From Pulp to Fiction: our love affair with paper

17 Mar 2016

It may seem strange to describe paper as technology, but its arrival in England in about 1300 was a pivotal moment in cultural history. That story is being pieced together for the first time in a new project that also promises to reveal much about why some innovations succeed where others fail

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The language and literature of chastity

09 Feb 2016

In her debut book, Dr Bonnie Lander Johnson (Faculty of English) shows how deeply the Christian virtue of chastity was embedded into the culture of the early Stuart world.  In the struggle between the newly established Church of England and Roman Catholicism, chastity was a powerful construct that was both personal and political.

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Too big to cry: when war ended, the damage began

07 Nov 2015

A collection of essays edited by Drs Trudi Tate and Kate Kennedy looks at the legacy of the First World War through the lens of the creative arts. As a specialist in the literature of conflict, Tate explores the ways in which writers expressed the impact of trauma on families – and child rearing in particular.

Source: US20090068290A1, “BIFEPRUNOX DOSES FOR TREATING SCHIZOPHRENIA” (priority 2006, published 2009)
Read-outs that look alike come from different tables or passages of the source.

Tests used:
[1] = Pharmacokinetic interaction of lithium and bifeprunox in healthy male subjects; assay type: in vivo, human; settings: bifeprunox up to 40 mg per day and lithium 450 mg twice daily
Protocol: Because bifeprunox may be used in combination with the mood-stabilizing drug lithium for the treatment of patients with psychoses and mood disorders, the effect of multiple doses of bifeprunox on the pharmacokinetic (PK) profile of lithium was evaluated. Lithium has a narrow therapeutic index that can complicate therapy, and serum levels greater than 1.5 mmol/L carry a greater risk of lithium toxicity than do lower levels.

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… dot, dot, dot: how the ellipsis made its mark

21 Oct 2015

We avoid them in formal writing but they pepper our emails … In 'Ellipsis in English Literature', Dr Anne Toner explores the history of dots, dashes and asterisks used to mark silence of some kind. The focus of the book – the first to look exclusively at the backstory of these marks – is communication.

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Novel Thoughts

Novel Thoughts: what Cambridge scientists read

08 Jun 2015

Literature and science may seem like opposite ends of the spectrum, but reading can have an impact on even the most scientific of brains. A new film series reveals the reading habits of eight Cambridge scientists and peeks inside the covers of the books that have played a major role in their lives.

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